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Non-teaching related stress compounding new teacher stress Grrr!

I mentioned briefly in a previous post that I had to have emergency surgery in the beginning of September.  I was out of work for 6 days and I’m still on the mend.  Those 6 days happened during the 3rd and 4th weeks of school.  Needless to say, that was crappy timing.  Just when my kids and I were getting into the swing of things, I had to leave.  It definitely felt like starting the year for the first time when I returned.

I have been trying to tweak my classroom management because it clearly isn’t working.  All three of my classes have NUMEROUS class clowns and perpetual talkers.  It’s a never ending battle to say the least.  I am changing seats tomorrow in all my classes (this will be the 3rd time already) and going to try a point behavior system for each student.  I’ll discuss more of that later.  I feel like my kids that want to learn are getting severely stunted due to all the disruptions caused by my misbehaving kids.  I can’t even begin to tell you how many talks I’ve had with all of my classes about how unacceptable and disrespectful their behavior is to myself and their fellow classmates.  Over the weekend, I refreshed myself and revamped my spirit towards this whole teaching thing.  I was feeling pretty good.

Then, yesterday afternoon, I get a frantic phone call from my mom saying they had to rush my stepfather to the hospital.  Turns out he had a brain aneurysm and they are now giving him a 20% survival rate.  My mom is a mess and we’re just playing the waiting game until they can determine the amount of damage that was done.  How in the world do I concentrate on getting my classroom back in order when that’s all I can think about?  But I can’t wait until this ordeal is settled before I get my classroom is in order because I am sure to lose my mind by the end of the week.

Any advice you wonderful teachers have on dealing with personal stress when trying to teach would be greatly appreciated.  As would any advice on how to deal with nearly entire classroom full of talkers.  I’m feeling like throwing in the towel. 😦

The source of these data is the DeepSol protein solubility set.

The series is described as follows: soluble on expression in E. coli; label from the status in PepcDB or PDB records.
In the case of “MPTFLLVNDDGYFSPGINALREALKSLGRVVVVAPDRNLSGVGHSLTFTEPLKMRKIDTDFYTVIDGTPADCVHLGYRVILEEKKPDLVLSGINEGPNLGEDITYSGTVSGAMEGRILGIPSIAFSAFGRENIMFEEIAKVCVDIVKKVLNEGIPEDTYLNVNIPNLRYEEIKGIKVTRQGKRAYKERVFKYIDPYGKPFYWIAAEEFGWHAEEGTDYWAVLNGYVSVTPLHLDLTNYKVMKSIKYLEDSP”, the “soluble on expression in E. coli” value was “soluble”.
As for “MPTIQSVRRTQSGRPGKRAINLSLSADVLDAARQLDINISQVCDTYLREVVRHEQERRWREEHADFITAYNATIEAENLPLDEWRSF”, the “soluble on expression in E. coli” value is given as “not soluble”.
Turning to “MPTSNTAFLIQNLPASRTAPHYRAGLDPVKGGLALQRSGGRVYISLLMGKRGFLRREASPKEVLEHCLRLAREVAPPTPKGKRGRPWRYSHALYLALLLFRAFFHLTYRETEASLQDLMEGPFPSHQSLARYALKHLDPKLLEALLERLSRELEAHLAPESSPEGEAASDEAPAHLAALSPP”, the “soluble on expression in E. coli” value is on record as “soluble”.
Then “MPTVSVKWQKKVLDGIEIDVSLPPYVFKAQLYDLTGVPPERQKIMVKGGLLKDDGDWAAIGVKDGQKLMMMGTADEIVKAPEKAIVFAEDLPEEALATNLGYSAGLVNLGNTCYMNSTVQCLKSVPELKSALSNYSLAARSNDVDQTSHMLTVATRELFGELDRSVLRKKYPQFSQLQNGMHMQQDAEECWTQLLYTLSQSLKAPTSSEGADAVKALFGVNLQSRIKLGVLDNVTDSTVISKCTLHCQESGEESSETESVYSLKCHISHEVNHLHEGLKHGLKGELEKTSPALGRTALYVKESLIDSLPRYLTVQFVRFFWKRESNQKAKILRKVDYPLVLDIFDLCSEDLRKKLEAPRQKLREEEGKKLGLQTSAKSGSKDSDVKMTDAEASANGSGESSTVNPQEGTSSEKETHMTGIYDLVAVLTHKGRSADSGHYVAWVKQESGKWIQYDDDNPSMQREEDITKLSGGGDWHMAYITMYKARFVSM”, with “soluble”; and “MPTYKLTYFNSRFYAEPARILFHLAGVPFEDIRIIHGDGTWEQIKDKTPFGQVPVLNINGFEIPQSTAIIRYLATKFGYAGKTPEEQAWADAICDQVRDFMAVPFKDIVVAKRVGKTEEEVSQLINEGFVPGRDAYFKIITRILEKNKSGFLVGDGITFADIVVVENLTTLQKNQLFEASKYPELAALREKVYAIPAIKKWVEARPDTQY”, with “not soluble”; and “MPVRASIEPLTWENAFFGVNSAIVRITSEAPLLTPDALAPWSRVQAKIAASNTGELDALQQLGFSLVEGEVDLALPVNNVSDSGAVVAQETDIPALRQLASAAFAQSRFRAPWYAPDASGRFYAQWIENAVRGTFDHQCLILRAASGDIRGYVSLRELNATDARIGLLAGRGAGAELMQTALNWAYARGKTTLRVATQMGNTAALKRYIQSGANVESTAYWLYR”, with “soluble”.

If only…

My Hemmingway-esque first day speech was all set and I thought I was ready for the vainglorious teenagers to push through my classroom door.  And then I felt the first of several many meltdowns come about.

How in the world do you get through the first week of school without having at least one ten meltdowns?   I know NEXT year will be better because I won’t have to figure out the school, start my classroom from scratch (management, layout and design), figure out a brand new curriculum, AND get to know my students.

Unfortunately, my college semester last fall didn’t start until several weeks AFTER the school for my student teaching placement started.  We were encouraged to go to the school to help our cooperating teacher set up and begin the school year, but I was taking two summer courses and working and, quite frankly, couldn’t be bothered.  I wish I realized then that this was SO important!  At least I would’ve had some sort of idea as to what to expect when setting up my own classroom for the first time.

I mean, in all my training and in all my textbooks they talked about how crucial the first day and first week of school are in setting up the tone and expectations in your classroom- I get that.  I did need to tweak several things by the end of the first week: posting explicit instructions for some of my procedures and rearranging desks (unfortunately, groups of four did NOT work, so I’ll try pairs next week).